Certainly, the color coding has a lot to do with this. About twenty years ago, Lego saw their market share dropping, and realized that fewer girls were playing with them. So their response was to make pink and purple Legos. That didn’t work so well. Girls still were staying away from them. By focusing on the colors, the company seemed to overlook the fact that, perhaps, girls weren’t playing with them because almost all of their advertising only showed boys playing with them. In addition, their target demographic had shifted away from young children, and their marketing and product development was increasingly directed at adolescent boys, coinciding with a product strategy that leaned heavily on tie-ins with movies that were also directed at adolescent boys (and young men), such as Star Wars (few women), Pirates of the Caribbean (one woman), Indiana Jones (one woman), Lord of the Rings (two women), Harry Potter (few women), and comic books (a couple of women). If girls don’t see themselves in these character-specific sets, why would they be inclined to play with them?

And that’s the biggest change of all—the characters and personalities (aka “minifigs”). Until the late 1980s, most Lego minifigs had the basic, non-descript face:

With this minimalist face, any child could, potentially, project any character, of any gender, onto the figure (a little more about possible limitations on this in a bit). But once the movie tie-ins began to appear, they were accompanied by the “themed” sets (e.g., space, castle, pirates, city, ocean, polar, etc.), and together, the minifigs took on more specific “character” attributes:

Of course, as these specific characters appeared, they also made ones that were clearly intended to be “female”:

The gender coding of these figures is pretty obvious. Male figures have facial hair and often snarling expressions, while females have eyelashes, eye shadow, and lipstick. And long hair. Because, apparently, this is how we teach our children to identify gender—solely based on stereotypical, limited representations. And there has always been far more “male” figures than “female” in these sets. And it is certainly possible to change the hair that attaches to the top of the heads, but children are pretty good at recognizing whether two attributes “match” (so putting Wyldstyle’s streaked high pony tail on a figure with a mustache doesn’t pass muster for many kids). This identification of gender based on these two single attributes (hair and facial elements) is so embedded in our culture that young children learn to default to it even when it doesn’t reflect the reality in their immediate environment—for example, if you ask a group of four year olds how you can tell if someone is a boy or girl, they will almost always respond that, “boys have short hair and girls have long hair,” even if they are looking right at a female teacher with short hair (I’ve even heard this response spoken by a boy who, himself, had long hair, looking right at me, with my very short hair). And if you give them a Lego head, unattached to a body and without hair, they will also tell you, without hesitation, that a face with eyelashes and red lips is a girl, while both faces with facial hair as well as faces with the non-descript features are almost always identified as boy.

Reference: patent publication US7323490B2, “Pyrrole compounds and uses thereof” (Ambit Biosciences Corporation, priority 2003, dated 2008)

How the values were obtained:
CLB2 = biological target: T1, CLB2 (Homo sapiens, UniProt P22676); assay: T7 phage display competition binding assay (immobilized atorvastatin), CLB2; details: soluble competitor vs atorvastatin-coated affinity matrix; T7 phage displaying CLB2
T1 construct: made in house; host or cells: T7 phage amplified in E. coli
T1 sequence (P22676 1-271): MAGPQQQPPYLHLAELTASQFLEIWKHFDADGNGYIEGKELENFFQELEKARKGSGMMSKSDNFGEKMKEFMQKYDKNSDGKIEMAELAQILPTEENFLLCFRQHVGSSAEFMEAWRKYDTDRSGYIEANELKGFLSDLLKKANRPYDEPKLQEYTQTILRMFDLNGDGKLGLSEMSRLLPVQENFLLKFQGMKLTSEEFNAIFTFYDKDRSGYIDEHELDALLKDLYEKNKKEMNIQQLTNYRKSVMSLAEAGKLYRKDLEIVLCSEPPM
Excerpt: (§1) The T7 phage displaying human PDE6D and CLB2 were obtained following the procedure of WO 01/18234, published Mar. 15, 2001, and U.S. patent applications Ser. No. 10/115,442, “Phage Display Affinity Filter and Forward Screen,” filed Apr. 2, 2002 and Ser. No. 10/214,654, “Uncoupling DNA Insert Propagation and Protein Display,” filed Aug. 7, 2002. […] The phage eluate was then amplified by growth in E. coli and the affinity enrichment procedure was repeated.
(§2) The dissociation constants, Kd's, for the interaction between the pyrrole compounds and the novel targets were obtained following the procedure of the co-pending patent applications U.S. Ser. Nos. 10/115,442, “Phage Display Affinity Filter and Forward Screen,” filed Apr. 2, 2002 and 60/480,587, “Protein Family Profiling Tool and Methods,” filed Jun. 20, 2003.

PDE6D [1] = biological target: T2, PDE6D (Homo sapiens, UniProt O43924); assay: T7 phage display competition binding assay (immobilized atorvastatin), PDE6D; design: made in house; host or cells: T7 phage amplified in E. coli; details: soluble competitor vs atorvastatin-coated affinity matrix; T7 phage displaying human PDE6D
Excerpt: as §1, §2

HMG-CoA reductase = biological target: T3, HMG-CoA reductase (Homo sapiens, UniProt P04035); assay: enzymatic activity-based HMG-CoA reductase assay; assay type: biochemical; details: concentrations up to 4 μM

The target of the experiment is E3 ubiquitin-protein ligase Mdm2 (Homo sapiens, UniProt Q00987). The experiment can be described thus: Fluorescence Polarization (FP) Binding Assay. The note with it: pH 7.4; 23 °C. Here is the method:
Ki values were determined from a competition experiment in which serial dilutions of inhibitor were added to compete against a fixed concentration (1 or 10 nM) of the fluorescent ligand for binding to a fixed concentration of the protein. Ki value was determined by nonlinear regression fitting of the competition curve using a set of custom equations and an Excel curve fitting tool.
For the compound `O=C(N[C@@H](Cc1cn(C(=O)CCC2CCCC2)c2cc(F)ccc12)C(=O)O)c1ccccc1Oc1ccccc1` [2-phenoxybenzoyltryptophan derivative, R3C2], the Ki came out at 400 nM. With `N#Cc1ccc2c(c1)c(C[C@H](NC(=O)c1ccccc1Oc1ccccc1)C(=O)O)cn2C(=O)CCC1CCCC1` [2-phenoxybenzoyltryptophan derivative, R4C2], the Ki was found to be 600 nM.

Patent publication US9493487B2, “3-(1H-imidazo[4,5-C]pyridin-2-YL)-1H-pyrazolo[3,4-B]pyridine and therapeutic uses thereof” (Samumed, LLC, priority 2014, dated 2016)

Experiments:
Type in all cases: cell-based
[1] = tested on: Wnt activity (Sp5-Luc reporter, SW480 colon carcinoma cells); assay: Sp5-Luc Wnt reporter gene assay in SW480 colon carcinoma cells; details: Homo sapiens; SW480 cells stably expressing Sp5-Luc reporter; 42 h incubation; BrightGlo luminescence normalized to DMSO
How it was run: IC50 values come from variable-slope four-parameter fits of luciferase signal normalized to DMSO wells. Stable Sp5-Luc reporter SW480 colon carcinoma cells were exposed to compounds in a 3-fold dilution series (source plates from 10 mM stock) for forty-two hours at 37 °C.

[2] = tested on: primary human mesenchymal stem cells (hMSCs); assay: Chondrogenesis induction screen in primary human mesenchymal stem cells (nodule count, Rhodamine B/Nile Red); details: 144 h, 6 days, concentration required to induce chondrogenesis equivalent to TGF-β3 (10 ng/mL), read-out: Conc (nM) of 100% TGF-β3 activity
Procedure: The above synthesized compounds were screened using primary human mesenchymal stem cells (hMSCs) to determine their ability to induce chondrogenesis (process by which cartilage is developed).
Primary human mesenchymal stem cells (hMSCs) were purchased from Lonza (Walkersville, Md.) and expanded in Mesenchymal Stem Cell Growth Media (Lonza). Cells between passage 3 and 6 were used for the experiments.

And this is a critical point in this discussion: when figures are not visually coded as specifically female, children will almost unanimously assume them to be male. In other words, in our culture, there is, in a practical sense, no longer such a thing as a “generic” Lego figure, because maleness is the default. This was true of the culture years ago with the early Lego figures as well, but there was much more room for children to explore and ascribe other identities to the figures because girls were included in the equation to a much greater degree. By showing girls in the ads and the packaging on an equal footing with boys, their participation was assumed, and so their representation in the “generic” figures was an easier line to cross.

So, in response to concerns raised by girls (and parents and teachers) about lack of representation, and hoping to boost their market share and increase sales, Lego decided to include girls by making the figures more “girly.” They still didn’t include them much in advertising of the mainline Lego themed sets and movie tie-ins, though. When this strategy didn’t really work to increase sales to girls, they decided to create a line specifically aimed at girls, not just with pastel colored blocks, but with storylines and completely new figure styles. I’m referring, of course, to the “Friends” line:
 Now, no one would ever suggest that traditional Lego figures are in any way proportional or anatomically representational, but that’s part of what gave them imaginative potential. But the design of these new figures is troubling in that they are attempting a more accurate physical form (shaped legs and feet; longer legs and neck; arms more proportional to the body; suggestion of a bust; and a shaped head with dimensional and detailed features), but are defining that form with proportional choices that reflect problematic body image types: long legs, thin torso and arms, and weirdly large head and eyes above a tiny button nose and thin-lipped mouth.

And the age range printed on the box (along with the breast bumps on the figures) speaks volumes about who the target audience is here: girls between 6 and 12 years old, who are at a particularly impressionable point in terms of body awareness and social expectations. And who, not coincidentally, have more disposable income in their own control than younger children.

The Friends figures are also accompanied by artistic renderings on the packaging that is very different from all the other Lego lines: